Last week, Lindsay Wheeler, a Wilton chick who has grown and flown the nest, wrote an essay for us about how Wilton will always be home even after venturing out on her own, a message directed to parents on “How to Say Goodbye.” But what about the fledglings who haven’t yet learned to fly? How do they feel staying back while seeing the bigger bird brothers and sisters fly away?
Wilton High School junior Maya Fazio was inspired to put together her thoughts about it after reading Wheeler’s article. Maya said her own goodbyes to her older brother (above) who has just started his first year at the University of Virginia. Her take is a poignant one from a Wilton teen that gives sweet insight on how life goes on in Wilton.
Back-to-school season is always a very exciting and stressful time for everyone, especially when someone is leaving for college. Students going off to college try to spend every last minute at home with their friends and family. They consume countless hours packing up (basically) their whole lives to take to their new homes away from home. After many trips to Bed Bath and Beyond, Target, and Walmart they soon drive or fly off to college and away from home.
For parents, sending a child off to college can be a very bittersweet experience. Just the very idea of sending their once little girl or boy off to school can be too much to handle for some parents. It makes them tear up when they are making the bed in the dorm room as well as when they walk away, leaving their child alone to fend for themselves in a foreign place, away from home. Parents often wrack their brains trying to make sure that their baby has everything he or she needs: fans, blankets, chargers, and enough clothes to last them until they come back to visit.
They’ve spent the whole summer preparing their child–teaching her how to do laundry, warm up ready-made meals, and iron her own clothes. Parents fret…will he be okay? Will he wake on time for his classes. Yet, nothing seems to prepare moms and dads how they’re going to feel once their child is gone. They enforce a calling and texting schedule ranging from daily to weekly, throwing in a FaceTime or Skype session here or there. Conventional wisdom says when a student goes to college, parents are undeniably more upset than anyone…but I’d argue that siblings have it tougher.
From a stereotypical sibling standpoint, it’s usually seen as an opportunity to take over an older brother or sister’s room or steal their clothes. But I found it to be almost completely different when my brother left for his freshman year last month. I tagged along to all the college visits and meetings. I went to help shop for supplies in order to prepare. I helped him pack, I made the seven hour journey with my family, and once we arrived, I helped him unpack and organize for two days.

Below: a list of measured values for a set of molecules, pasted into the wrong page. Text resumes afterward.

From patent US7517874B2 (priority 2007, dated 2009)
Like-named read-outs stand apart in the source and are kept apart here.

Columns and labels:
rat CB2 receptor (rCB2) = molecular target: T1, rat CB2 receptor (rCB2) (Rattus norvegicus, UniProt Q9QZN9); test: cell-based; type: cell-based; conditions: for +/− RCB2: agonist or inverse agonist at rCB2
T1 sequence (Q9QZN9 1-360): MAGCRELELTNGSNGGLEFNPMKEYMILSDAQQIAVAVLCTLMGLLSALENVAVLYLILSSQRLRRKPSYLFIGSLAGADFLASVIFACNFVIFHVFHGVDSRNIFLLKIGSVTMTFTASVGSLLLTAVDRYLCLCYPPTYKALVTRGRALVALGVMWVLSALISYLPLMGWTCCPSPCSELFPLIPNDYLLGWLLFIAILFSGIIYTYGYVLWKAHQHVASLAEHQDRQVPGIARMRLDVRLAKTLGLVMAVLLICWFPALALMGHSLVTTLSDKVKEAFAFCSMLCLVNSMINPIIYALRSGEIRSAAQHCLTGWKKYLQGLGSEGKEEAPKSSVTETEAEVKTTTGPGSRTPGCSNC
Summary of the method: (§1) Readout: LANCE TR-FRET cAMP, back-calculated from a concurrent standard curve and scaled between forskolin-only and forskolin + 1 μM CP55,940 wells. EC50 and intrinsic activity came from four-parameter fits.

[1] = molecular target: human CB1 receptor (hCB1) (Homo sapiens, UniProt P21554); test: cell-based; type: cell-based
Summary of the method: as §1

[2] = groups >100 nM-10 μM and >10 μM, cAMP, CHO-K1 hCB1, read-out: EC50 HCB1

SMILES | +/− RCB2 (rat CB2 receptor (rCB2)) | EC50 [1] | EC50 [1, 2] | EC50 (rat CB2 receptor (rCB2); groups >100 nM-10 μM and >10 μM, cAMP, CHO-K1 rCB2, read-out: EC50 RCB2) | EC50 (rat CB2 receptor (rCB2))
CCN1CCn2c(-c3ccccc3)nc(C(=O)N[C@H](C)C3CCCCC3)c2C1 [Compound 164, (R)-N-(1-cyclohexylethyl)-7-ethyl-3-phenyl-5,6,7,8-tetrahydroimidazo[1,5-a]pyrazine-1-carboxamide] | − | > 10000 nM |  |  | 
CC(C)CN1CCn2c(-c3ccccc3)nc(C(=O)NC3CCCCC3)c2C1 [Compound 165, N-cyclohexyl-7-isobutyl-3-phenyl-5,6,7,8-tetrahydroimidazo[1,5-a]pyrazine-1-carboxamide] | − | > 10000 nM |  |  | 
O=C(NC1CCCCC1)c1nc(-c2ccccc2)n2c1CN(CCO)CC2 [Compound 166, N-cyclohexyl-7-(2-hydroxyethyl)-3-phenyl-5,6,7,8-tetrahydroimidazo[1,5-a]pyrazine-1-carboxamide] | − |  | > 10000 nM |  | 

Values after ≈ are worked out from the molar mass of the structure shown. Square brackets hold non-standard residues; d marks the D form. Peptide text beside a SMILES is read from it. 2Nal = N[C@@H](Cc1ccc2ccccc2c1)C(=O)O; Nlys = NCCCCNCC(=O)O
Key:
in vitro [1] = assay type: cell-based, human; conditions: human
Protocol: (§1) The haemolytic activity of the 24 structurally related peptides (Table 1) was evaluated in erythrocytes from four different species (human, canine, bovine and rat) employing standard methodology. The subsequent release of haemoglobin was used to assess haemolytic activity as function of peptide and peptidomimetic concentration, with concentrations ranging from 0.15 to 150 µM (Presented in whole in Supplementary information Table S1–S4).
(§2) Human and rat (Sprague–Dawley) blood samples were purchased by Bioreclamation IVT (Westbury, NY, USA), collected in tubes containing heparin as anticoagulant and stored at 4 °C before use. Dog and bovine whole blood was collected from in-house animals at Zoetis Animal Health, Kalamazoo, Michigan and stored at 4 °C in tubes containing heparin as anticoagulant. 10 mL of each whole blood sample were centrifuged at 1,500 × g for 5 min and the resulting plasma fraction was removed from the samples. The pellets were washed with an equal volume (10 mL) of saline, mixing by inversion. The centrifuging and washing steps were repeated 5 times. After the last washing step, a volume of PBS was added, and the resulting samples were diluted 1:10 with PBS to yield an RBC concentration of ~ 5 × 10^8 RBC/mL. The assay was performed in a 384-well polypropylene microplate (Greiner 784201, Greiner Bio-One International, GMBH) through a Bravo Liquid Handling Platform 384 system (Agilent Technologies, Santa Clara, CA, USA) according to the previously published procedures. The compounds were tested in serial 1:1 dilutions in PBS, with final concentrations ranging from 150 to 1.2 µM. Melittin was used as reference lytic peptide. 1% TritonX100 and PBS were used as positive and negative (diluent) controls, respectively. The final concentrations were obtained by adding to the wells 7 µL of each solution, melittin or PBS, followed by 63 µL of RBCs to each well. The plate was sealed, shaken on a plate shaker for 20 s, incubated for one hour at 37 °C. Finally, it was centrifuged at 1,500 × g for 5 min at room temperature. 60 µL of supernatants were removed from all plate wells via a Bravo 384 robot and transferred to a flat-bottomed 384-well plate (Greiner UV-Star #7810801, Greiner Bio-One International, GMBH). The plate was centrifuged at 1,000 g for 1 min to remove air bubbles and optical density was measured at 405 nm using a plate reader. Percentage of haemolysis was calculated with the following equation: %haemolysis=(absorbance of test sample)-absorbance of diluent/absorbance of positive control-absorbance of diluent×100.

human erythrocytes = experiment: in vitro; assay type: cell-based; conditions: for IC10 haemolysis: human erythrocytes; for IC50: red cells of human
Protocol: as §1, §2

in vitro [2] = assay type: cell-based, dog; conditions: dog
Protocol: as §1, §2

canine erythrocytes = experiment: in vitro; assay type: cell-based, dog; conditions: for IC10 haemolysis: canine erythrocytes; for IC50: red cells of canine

Since only two grades separated my older brother and me, he played an important role in my life growing up. Older siblings often become role models and someone you go to for advice. It is just the two of us and since he has left for college, it feels like I am an only child now. I am left with an unsettling feeling because I have never known life without him. I find myself missing the little things–driving to school together, little disagreements that blow over right after they happen, trying to convince our parents to let us do something, and basically just knowing that you have someone there for whatever might happen.
All the attention turns to the child left behind in the house and it becomes strange having your parents’ undivided attention. At the dinner table, you find yourself having to speak in place of where your sibling would tell the family how his day went. Throughout your daily life, you may see something that he left behind and instantly find yourself missing him. You’ll often start counting the days until he comes home. The house is quiet without him and the environment doesn’t feel quite right.
Having a sibling leave for college makes you realize his role, either big or small, in your life.
It’s a bittersweet experience–bitter because a chapter is being closed and students are venturing off to new, uncharted land, but very sweet because of all the opportunities that they will be able to encounter and learn from. They are beginning a new part of their life, while using all of the things that their family, friends, peers, and teachers have taught the along the way.
Going to college is a big deal for not only students, but their families too. I wish good luck to the class of 2020–and the ones watching from afar.